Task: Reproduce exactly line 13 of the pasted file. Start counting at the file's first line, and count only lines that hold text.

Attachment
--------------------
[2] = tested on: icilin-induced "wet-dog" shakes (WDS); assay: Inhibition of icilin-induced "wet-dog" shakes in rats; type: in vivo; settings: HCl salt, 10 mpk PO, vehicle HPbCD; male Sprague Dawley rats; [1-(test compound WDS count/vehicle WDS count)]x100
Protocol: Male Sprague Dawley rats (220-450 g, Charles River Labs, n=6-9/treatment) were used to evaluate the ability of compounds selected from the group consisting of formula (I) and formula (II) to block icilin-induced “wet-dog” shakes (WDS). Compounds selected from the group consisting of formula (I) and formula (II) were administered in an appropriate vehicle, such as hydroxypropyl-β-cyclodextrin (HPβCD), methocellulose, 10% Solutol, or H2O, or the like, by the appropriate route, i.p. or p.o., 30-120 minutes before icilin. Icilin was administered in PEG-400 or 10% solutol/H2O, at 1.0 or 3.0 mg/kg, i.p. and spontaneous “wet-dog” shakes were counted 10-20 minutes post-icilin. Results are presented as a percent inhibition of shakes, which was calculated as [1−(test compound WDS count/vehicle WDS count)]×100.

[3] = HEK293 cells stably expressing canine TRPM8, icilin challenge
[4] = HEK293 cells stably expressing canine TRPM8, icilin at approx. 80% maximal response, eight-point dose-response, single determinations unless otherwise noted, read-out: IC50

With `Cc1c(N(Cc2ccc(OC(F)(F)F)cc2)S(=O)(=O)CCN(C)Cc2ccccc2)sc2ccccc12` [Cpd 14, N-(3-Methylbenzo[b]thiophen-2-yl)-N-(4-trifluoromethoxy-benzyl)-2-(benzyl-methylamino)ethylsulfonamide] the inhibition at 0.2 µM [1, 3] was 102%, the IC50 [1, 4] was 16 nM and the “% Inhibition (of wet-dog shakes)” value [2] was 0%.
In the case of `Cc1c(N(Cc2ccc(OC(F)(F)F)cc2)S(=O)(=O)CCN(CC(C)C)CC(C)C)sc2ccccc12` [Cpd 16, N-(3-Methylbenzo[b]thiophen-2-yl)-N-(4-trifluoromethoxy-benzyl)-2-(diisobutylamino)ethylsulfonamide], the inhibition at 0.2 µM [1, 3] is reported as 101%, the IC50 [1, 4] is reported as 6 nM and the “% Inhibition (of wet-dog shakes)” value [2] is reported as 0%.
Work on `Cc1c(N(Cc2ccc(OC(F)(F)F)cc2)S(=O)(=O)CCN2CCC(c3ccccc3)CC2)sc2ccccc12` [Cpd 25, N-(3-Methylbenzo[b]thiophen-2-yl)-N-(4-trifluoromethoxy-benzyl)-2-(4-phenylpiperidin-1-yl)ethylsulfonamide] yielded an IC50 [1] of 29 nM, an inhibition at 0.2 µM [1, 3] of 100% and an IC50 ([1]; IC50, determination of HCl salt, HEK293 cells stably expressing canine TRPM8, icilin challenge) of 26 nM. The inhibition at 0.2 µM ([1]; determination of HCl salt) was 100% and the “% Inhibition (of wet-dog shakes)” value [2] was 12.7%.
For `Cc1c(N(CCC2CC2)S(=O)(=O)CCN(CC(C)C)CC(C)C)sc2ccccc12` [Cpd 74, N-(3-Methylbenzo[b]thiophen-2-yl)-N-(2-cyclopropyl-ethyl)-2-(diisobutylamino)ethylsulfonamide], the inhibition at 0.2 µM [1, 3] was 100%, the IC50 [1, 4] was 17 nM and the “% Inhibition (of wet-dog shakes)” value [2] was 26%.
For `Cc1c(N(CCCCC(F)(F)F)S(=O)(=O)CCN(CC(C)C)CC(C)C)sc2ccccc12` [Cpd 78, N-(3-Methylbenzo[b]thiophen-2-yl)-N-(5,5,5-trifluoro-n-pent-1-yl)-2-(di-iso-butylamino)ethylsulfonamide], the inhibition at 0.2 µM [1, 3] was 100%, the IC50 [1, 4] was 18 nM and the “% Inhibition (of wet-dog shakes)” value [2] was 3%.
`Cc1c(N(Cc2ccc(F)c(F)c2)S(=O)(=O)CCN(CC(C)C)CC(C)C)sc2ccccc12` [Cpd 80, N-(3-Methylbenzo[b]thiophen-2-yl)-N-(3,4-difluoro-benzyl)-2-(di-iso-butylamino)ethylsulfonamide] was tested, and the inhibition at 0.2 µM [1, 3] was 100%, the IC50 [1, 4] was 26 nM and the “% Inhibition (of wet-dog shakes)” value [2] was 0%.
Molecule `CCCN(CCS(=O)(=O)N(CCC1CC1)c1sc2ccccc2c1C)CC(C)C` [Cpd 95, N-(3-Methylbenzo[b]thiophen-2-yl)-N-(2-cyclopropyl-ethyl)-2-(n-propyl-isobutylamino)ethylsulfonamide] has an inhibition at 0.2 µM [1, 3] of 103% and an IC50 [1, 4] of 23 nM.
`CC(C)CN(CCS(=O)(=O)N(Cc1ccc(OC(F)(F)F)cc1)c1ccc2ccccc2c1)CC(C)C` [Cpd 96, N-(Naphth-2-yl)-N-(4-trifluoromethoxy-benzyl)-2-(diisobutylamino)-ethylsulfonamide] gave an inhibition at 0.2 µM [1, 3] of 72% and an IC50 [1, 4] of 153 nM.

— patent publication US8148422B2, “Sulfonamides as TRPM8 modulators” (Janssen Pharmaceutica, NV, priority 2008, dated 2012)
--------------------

— patent publication US8148422B2, “Sulfonamides as TRPM8 modulators” (Janssen Pharmaceutica, NV, priority 2008, dated 2012)